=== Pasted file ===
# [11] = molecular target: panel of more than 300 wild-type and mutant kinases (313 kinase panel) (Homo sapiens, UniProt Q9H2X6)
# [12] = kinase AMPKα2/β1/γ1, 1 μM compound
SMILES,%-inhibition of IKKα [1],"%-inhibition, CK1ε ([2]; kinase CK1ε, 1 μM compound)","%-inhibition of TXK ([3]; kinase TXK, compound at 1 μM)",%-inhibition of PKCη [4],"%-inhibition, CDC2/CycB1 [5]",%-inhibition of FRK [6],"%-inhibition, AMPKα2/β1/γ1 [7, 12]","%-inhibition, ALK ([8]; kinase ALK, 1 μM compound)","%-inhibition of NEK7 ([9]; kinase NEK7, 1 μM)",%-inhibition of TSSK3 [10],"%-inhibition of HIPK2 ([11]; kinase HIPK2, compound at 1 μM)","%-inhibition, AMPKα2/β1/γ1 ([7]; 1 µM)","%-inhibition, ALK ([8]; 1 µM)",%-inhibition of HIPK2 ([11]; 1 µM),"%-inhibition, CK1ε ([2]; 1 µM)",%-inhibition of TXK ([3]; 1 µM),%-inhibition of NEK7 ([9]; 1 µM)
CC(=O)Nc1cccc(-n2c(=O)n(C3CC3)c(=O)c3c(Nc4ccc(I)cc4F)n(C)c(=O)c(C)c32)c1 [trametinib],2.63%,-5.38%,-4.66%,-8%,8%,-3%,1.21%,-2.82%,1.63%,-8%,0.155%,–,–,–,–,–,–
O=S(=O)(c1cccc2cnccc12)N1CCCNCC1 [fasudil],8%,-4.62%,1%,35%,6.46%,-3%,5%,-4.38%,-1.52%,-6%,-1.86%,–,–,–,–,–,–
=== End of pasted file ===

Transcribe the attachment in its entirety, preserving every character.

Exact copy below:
# [11] = molecular target: panel of more than 300 wild-type and mutant kinases (313 kinase panel) (Homo sapiens, UniProt Q9H2X6)
# [12] = kinase AMPKα2/β1/γ1, 1 μM compound
SMILES,%-inhibition of IKKα [1],"%-inhibition, CK1ε ([2]; kinase CK1ε, 1 μM compound)","%-inhibition of TXK ([3]; kinase TXK, compound at 1 μM)",%-inhibition of PKCη [4],"%-inhibition, CDC2/CycB1 [5]",%-inhibition of FRK [6],"%-inhibition, AMPKα2/β1/γ1 [7, 12]","%-inhibition, ALK ([8]; kinase ALK, 1 μM compound)","%-inhibition of NEK7 ([9]; kinase NEK7, 1 μM)",%-inhibition of TSSK3 [10],"%-inhibition of HIPK2 ([11]; kinase HIPK2, compound at 1 μM)","%-inhibition, AMPKα2/β1/γ1 ([7]; 1 µM)","%-inhibition, ALK ([8]; 1 µM)",%-inhibition of HIPK2 ([11]; 1 µM),"%-inhibition, CK1ε ([2]; 1 µM)",%-inhibition of TXK ([3]; 1 µM),%-inhibition of NEK7 ([9]; 1 µM)
CC(=O)Nc1cccc(-n2c(=O)n(C3CC3)c(=O)c3c(Nc4ccc(I)cc4F)n(C)c(=O)c(C)c32)c1 [trametinib],2.63%,-5.38%,-4.66%,-8%,8%,-3%,1.21%,-2.82%,1.63%,-8%,0.155%,–,–,–,–,–,–
O=S(=O)(c1cccc2cnccc12)N1CCCNCC1 [fasudil],8%,-4.62%,1%,35%,6.46%,-3%,5%,-4.38%,-1.52%,-6%,-1.86%,–,–,–,–,–,–